Tragic safety lessons for Metro-North

The train crash in the Bronx, which killed The train crash in the Bronx, which killed three people from the Hudson Valley, prompted the review. Photo Credit:

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Not too long ago, Metro-North consistently ranked among the world's most-admired commuter railroads. But suddenly -- within the last year -- its 30-year reputation for safety has disastrously jumped the tracks. The primary reason is a horrific run of accidents.

There was the crackup Dec. 1, when a train on the Hudson line screamed into a notoriously dangerous curve at Spuyten Duyvil doing 82 mph and flew off the tracks -- killing four people and injuring more than 70.

There was the mess May 17 in Bridgeport, Conn., when an eastbound Metro-North train derailed at 74 mph and got clobbered 20 seconds later by a westbound train in an accident that seriously injured more than 50 people and knocked out service for several days.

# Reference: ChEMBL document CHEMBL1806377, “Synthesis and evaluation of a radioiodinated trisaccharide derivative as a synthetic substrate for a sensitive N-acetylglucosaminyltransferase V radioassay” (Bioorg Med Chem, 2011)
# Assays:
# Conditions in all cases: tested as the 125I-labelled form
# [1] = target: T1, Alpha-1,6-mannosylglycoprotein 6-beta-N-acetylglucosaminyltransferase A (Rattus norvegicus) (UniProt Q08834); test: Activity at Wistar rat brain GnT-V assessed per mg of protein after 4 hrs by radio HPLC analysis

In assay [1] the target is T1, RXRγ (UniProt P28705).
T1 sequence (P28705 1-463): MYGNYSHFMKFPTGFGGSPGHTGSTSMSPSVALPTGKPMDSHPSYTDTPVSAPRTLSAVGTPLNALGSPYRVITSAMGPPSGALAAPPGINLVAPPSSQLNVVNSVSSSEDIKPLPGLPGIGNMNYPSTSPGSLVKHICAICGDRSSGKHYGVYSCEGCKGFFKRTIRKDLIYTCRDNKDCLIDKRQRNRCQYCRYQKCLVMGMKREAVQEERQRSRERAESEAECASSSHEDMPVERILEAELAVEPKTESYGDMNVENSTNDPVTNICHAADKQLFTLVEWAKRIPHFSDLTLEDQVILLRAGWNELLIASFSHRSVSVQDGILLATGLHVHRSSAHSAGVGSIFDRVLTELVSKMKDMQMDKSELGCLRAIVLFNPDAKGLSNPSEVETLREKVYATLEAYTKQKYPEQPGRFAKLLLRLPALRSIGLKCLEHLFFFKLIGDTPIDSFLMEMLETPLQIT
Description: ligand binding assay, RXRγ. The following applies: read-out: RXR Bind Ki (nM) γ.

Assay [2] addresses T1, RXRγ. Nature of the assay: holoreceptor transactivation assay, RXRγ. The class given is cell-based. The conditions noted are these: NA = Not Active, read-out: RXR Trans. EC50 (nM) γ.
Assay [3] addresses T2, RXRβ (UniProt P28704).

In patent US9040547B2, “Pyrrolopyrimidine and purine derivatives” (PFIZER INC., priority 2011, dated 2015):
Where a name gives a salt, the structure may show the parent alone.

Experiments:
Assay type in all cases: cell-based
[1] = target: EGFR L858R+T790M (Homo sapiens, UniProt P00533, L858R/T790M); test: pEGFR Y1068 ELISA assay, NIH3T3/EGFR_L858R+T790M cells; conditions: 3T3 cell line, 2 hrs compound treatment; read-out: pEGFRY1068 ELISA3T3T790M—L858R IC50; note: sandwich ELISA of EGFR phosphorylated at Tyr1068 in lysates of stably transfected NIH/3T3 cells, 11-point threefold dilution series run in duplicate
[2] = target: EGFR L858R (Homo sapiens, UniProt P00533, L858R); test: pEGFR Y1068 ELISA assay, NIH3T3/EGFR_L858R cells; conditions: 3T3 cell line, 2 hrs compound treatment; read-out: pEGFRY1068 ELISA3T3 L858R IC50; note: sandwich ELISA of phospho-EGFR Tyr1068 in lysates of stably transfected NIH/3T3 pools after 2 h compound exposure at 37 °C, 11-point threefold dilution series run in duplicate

There was the accident May 28, when a maintenance worker was hit by a train in West Haven, Conn. And last week, a track worker was killed by a northbound Metro-North train in Harlem.

What gives?

Every accident has its own story. But the Federal Railroad Administration has released a report which finds -- in general -- that Metro-North has overemphasized on-time performance while tolerating an ineffective safety department, a poor "safety culture" and an ineffective training department.

MTA Chairman Thomas Prendergast correctly says these corrosive attitudes didn't develop overnight. While Metro-North never explicitly decided to trade an enviable on-time record for a heightened safety risk, employees began to cut corners and risks began to grow.

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Compounding the problem were retirements. The railroad was formed in 1983, and many of its employees hit their 30-year mark last year and put in their papers. A large number of less experienced workers took their places.

Fortunately, Joseph Giulietti, Metro-North's new chief, spent his formative years at the railroad and today has an explicit mandate from the top to focus on safety as well as punctuality. But what a nightmarish way to learn a lesson -- and what a cautionary tale for railroads everywhere.

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